• No alcohol or drug use or misuse of prescribed medications in the past six months including, no urine drug test refusal and no positive urine drug tests.
  • The patient participates in creating and demonstrating capability in utilizing a personalized relapse prevention plan.
  • Symptoms of mental illness are managed in a hospital environment and support readiness for supervised outpatient treatment.
  • The patient agrees to the terms and conditions of CONREP.
  • The patient has an adequate understanding of their crime, including the role their mental illness played in their crime and their risk of dangerousness (related to the instant offense and past dangerous behavior).

As you can see, there are a lot of criteria that have to be met in order to be discharged from DSH to the community.

CONREP will supervise the individual for the rest of their lives.  This means that if the individual returns to the community and is not able to continue to meet the requirements for CONREP, their conditional release can be revoked and they can be sent back to DSH.

Not Guilty by Reason of Insanity Case Example

The best way to tie all this information together is to give you a quick overview of a real case from California.

In 2009, Nicholas Bendle brutally murdered 69-year-old Frederick Holgate with a hatchet while Holgate was out for a walk.  Holgate and Bendle didn’t know each other and the attack was unprovoked.

Bendle didn’t have a criminal history, he didn’t have a history of violence, and was in the process of applying to college.

Bendle pleaded NGRI, and both the defense and prosecution retained experts agreed that the attack was the result of acute psychotic paranoia, auditory hallucinations, and was the product of his mental disorder.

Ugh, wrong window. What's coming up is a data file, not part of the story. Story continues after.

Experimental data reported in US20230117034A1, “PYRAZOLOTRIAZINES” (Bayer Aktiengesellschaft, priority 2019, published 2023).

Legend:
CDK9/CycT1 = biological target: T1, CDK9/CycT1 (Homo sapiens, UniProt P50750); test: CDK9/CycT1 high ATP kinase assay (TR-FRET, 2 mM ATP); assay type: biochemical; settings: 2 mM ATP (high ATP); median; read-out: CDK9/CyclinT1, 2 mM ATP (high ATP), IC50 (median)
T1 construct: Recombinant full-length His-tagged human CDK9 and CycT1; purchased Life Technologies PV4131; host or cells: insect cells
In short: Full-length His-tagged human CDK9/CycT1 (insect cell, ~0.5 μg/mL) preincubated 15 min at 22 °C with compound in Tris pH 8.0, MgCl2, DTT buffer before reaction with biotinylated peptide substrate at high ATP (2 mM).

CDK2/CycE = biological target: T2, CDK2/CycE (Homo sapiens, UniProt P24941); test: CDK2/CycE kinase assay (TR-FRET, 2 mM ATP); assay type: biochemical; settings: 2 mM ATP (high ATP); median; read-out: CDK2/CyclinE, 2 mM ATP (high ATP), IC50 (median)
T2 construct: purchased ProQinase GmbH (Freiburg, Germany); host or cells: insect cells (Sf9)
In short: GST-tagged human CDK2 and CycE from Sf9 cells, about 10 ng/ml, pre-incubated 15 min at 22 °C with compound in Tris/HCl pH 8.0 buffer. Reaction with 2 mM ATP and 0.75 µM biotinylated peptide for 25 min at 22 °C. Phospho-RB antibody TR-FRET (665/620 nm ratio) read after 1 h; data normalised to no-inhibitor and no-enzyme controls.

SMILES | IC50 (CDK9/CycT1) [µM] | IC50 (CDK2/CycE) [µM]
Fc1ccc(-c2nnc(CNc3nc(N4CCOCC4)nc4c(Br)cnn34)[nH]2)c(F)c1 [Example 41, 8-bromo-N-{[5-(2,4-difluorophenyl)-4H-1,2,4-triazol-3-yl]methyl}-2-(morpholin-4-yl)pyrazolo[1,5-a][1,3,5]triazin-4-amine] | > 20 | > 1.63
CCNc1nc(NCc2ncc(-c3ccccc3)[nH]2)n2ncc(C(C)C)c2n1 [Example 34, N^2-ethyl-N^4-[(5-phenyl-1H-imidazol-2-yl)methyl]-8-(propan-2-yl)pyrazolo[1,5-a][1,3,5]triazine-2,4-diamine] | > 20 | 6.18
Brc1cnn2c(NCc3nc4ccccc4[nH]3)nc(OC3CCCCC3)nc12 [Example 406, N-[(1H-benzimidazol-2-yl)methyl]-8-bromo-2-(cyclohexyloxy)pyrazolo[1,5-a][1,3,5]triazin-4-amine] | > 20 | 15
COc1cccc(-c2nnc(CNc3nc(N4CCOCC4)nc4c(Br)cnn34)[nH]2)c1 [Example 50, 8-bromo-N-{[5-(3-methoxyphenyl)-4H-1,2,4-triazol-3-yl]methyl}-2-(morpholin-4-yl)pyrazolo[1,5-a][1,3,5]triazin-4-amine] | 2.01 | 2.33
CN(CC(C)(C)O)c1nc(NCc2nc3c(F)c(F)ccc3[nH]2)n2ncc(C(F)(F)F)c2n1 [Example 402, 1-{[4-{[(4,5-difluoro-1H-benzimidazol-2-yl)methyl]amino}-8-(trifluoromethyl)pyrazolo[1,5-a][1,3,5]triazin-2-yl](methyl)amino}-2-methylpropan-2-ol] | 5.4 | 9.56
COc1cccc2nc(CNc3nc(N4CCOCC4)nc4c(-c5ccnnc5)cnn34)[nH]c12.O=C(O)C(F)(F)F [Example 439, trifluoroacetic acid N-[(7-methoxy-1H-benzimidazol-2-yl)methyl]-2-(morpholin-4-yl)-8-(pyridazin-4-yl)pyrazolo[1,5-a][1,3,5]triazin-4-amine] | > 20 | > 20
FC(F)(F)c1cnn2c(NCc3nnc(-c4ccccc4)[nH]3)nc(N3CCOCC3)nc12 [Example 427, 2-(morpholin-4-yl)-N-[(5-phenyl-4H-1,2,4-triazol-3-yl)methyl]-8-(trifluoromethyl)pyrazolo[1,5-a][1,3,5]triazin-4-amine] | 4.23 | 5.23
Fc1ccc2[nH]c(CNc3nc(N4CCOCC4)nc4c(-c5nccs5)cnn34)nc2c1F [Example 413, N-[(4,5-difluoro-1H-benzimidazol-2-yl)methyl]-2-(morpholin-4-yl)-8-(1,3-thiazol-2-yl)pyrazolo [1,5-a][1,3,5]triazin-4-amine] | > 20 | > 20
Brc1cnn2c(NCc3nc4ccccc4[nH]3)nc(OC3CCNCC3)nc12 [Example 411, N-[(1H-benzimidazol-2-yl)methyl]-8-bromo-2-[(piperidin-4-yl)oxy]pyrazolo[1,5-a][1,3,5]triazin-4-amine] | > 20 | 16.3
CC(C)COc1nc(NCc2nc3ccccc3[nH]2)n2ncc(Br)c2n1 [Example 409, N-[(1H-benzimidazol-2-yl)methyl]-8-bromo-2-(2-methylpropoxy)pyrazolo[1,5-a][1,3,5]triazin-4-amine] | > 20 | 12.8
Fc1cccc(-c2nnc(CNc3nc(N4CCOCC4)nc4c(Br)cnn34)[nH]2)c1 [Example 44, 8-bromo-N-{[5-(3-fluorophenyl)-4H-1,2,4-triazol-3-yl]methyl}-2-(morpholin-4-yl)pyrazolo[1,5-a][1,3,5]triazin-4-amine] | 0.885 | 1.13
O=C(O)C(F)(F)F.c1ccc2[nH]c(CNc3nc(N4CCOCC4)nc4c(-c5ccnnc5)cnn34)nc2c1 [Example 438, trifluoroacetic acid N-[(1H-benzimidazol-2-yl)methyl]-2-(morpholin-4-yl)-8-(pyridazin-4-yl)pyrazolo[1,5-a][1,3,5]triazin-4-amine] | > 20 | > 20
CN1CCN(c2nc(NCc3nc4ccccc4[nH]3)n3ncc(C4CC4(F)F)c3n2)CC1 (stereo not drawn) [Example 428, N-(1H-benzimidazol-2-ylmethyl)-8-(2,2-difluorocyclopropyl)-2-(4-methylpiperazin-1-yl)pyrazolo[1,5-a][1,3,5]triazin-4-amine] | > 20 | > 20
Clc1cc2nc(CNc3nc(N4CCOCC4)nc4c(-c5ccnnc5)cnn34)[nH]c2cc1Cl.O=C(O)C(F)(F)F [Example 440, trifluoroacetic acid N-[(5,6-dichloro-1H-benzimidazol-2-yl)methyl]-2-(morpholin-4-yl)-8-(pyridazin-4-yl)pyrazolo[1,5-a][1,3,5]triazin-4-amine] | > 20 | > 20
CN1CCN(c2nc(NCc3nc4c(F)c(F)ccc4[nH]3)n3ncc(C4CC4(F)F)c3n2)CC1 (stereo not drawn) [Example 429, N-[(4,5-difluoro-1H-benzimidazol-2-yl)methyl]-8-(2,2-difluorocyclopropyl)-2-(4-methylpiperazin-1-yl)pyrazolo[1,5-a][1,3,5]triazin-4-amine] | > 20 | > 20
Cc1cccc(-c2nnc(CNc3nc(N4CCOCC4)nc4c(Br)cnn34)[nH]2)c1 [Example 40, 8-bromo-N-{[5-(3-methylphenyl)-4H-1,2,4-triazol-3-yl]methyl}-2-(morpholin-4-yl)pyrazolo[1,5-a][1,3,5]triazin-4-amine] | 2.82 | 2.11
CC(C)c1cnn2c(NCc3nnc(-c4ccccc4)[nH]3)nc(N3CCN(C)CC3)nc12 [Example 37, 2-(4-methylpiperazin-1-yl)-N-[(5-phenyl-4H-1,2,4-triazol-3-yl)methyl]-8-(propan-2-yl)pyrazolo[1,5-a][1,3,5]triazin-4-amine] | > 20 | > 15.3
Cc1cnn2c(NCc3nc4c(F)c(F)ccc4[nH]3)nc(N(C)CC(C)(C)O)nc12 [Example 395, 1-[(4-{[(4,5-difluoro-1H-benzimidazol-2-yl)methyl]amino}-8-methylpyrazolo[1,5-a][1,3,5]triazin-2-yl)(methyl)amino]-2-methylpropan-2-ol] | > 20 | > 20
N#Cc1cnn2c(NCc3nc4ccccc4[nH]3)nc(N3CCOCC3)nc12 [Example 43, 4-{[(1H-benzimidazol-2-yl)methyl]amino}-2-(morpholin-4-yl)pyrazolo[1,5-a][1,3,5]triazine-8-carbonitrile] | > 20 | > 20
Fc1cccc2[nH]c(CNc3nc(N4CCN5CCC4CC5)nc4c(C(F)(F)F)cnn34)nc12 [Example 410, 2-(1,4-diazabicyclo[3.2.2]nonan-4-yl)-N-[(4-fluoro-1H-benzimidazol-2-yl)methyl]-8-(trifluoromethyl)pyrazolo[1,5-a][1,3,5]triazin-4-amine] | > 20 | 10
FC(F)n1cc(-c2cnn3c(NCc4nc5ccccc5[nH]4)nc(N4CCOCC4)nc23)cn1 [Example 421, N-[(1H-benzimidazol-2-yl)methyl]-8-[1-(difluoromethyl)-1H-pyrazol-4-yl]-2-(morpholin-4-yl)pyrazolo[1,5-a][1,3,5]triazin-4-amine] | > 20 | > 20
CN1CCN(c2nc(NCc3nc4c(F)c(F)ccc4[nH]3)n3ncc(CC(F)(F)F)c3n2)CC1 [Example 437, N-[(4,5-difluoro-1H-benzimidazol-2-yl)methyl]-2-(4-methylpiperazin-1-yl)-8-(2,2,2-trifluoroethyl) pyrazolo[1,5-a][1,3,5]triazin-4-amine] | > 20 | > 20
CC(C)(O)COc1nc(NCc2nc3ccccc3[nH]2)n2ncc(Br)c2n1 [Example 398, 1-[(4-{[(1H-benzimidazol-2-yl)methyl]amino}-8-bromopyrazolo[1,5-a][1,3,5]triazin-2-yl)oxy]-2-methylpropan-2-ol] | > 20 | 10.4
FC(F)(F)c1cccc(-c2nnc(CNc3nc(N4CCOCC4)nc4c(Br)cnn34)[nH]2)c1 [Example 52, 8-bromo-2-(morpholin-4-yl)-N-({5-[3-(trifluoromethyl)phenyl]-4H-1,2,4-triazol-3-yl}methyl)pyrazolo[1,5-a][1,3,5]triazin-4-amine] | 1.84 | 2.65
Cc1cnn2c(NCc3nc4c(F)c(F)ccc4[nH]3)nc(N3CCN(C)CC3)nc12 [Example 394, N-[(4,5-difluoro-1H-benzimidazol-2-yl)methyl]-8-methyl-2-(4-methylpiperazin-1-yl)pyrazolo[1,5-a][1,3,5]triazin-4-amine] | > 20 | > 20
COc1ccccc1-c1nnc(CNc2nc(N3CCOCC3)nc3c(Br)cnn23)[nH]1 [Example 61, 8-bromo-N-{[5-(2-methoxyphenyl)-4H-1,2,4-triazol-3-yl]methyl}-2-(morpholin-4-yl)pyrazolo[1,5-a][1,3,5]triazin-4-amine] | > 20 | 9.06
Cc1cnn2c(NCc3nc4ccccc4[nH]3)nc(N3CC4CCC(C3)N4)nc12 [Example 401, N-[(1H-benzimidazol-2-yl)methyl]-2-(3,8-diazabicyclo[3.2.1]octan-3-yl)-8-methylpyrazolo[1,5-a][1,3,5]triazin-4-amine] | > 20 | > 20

Bendle was committed to Patton State Hospital where he stayed until 2014.  In 2014, the doctors at Patton wrote a court report stating that Bendle met CONREP’s criteria for discharge.  Bendle was discharged to the community and placed at Gateways Hospital and Mental Health Center.  After 90 days, he was then discharged to a board and care facility under CONREP’s supervision.

Conclusion

In California, PC 25 sets the legal criteria for insanity and it is based on the M’Naghten Rule but the criteria were further clarified by Proposition 8 in 1982.

In order to be found not guilty by reason of insanity, the defense has to prove the following:

At the time of committing the offense, due to mental disease or defect (no personality disorders, seizure disorder, adjustment disorder, or substance-induced psychosis), the defendant was incapable of either

  • Knowing or understanding the nature and quality of his or her act.
  • Distinguishing the difference between right and wrong.

If they are found to be NGRI, the defendant is sentenced to DSH for the maximum term allowed for their crime.  If they are deemed by DSH to continue to pose a substantial danger to the community, their sentence can be extended every year for the rest of their lives.

If the defendant meets the discharge criteria set by CONREP, they can be discharged to the community where they will be supervised by CONREP for the rest of their lives.

The laws and regulations regarding NGRI can be complicated and confusing.  Hopefully, this article helped provide an overview of NGRI and how we evaluate a defendant to determine if they meet the legal criteria for NGRI.


Dr. Emin Gharibian, PsyD is a Clinical Psychologist specializing in Neuropsychology with over 10 years of experience in assessing, treating, and consulting on psychological disorders. He specializes in providing comprehensive psychological and neuropsychological evaluations for a variety of conditions including dementia, Alzheimer.s disease, complications from a stroke, traumatic brain injury, concussions, learning disabilities, ADHD, and PTSD in clinical, civil, and criminal cases.